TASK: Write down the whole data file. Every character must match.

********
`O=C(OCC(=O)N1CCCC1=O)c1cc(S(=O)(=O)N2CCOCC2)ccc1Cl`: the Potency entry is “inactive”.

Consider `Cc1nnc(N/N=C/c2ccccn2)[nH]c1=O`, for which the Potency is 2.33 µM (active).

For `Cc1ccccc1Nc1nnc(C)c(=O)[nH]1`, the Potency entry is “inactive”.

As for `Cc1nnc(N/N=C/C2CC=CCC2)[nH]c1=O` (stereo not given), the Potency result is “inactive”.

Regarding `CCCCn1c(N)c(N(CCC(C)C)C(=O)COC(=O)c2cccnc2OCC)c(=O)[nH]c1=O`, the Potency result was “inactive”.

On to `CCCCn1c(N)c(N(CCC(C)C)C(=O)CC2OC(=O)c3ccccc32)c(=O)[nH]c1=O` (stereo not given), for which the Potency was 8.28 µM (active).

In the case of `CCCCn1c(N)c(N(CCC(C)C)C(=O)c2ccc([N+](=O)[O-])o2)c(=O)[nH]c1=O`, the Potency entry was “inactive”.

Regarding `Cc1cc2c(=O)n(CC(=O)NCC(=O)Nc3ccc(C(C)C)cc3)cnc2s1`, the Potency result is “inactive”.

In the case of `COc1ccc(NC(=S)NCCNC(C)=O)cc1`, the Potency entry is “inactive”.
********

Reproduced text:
`O=C(OCC(=O)N1CCCC1=O)c1cc(S(=O)(=O)N2CCOCC2)ccc1Cl`: the Potency entry is “inactive”.

Consider `Cc1nnc(N/N=C/c2ccccn2)[nH]c1=O`, for which the Potency is 2.33 µM (active).

For `Cc1ccccc1Nc1nnc(C)c(=O)[nH]1`, the Potency entry is “inactive”.

As for `Cc1nnc(N/N=C/C2CC=CCC2)[nH]c1=O` (stereo not given), the Potency result is “inactive”.

Regarding `CCCCn1c(N)c(N(CCC(C)C)C(=O)COC(=O)c2cccnc2OCC)c(=O)[nH]c1=O`, the Potency result was “inactive”.

On to `CCCCn1c(N)c(N(CCC(C)C)C(=O)CC2OC(=O)c3ccccc32)c(=O)[nH]c1=O` (stereo not given), for which the Potency was 8.28 µM (active).

In the case of `CCCCn1c(N)c(N(CCC(C)C)C(=O)c2ccc([N+](=O)[O-])o2)c(=O)[nH]c1=O`, the Potency entry was “inactive”.

Regarding `Cc1cc2c(=O)n(CC(=O)NCC(=O)Nc3ccc(C(C)C)cc3)cnc2s1`, the Potency result is “inactive”.

In the case of `COc1ccc(NC(=S)NCCNC(C)=O)cc1`, the Potency entry is “inactive”.